Medline: 10693686

Journal of Pediatric Surgery 35(2): 309-316, 2000.

Aggressive surgery is unwarranted for biliary tract rhabdomyosarcoma.

Spunt SL, Lobe TE, Pappo AS, et al.

Abstract:

Background:

Purpose:
Rhabdomyosarcoma (RMS) of the biliary tract is rare, and, in addition to multiagent chemotherapy with or without radiotherapy (RT), some investigators recommend aggressive surgery. To assess the role of surgery, records of all 25 eligible patients with biliary RMS enrolled in IRSG studies I through IV from 1972 to 1998 were reviewed.

Methods:
Treatment included surgery with or without vincristine, dactinomycin, cyclophosphamide, doxorubicin, cisplatin, etoposide, ifosfamide, and with or without RT. Data evaluated included clinical presentation, treatment, complications, and outcome.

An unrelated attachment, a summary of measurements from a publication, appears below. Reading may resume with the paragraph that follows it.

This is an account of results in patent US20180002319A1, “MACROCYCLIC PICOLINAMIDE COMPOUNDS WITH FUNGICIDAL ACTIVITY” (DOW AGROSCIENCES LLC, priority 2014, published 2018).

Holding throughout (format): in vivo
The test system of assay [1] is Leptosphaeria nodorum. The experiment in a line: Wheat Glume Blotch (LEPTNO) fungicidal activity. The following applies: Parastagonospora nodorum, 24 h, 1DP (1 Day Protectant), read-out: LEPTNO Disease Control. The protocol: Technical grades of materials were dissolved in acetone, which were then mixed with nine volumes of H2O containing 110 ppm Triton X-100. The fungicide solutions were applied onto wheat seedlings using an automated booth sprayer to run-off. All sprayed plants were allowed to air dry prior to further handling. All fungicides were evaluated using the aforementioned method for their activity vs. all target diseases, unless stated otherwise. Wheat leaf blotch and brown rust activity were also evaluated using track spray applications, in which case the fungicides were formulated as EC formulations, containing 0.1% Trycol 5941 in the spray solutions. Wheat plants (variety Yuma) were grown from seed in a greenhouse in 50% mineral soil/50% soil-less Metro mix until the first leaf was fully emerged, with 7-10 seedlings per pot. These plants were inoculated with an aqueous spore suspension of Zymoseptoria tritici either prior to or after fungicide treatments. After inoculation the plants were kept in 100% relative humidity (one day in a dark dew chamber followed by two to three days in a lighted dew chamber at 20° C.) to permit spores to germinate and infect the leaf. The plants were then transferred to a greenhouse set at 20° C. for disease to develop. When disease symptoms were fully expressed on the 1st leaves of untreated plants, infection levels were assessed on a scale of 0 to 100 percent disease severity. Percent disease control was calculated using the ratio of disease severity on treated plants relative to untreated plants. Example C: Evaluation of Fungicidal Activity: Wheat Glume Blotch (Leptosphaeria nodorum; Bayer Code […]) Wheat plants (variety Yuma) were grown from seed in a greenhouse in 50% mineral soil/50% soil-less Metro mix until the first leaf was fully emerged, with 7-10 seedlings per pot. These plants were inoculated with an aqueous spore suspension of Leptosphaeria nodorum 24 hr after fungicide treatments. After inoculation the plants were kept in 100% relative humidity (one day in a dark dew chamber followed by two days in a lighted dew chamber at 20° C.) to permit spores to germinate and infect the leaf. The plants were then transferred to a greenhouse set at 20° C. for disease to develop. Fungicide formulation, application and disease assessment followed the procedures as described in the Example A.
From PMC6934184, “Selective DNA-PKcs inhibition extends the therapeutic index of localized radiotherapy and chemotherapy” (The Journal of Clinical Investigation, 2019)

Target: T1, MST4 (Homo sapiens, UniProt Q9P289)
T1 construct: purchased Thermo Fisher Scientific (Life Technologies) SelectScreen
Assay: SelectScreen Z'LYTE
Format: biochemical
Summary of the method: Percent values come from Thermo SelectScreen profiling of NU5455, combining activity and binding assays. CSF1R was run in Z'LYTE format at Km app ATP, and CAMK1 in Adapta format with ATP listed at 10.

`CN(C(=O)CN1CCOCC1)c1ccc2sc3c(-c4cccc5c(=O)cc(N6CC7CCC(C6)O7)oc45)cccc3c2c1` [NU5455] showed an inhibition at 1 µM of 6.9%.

Results:
Diagnostic imaging identified the primary tumor but failed to identify regional metastases. Despite aggressive surgery, gross total resection at diagnosis was possible in only 6 cases, 2 of which had negative surgical margins. Although only 6 (29%) patients without distant metastases underwent gross total resection, estimated 5-year survival rate was 78% (95% CI 58%, 97%). Infectious complications were common and frequently associated with external biliary drains. Five (20%) died within the first 2 months, 3 of sepsis.

Conclusions:
Surgery is critical for establishing an accurate diagnosis and determining the extent of regional disease. Gross total resection is rarely possible despite aggressive surgery, and outcome is good despite residual disease after surgery. External biliary drains increase the risk of postoperative infectious complications.


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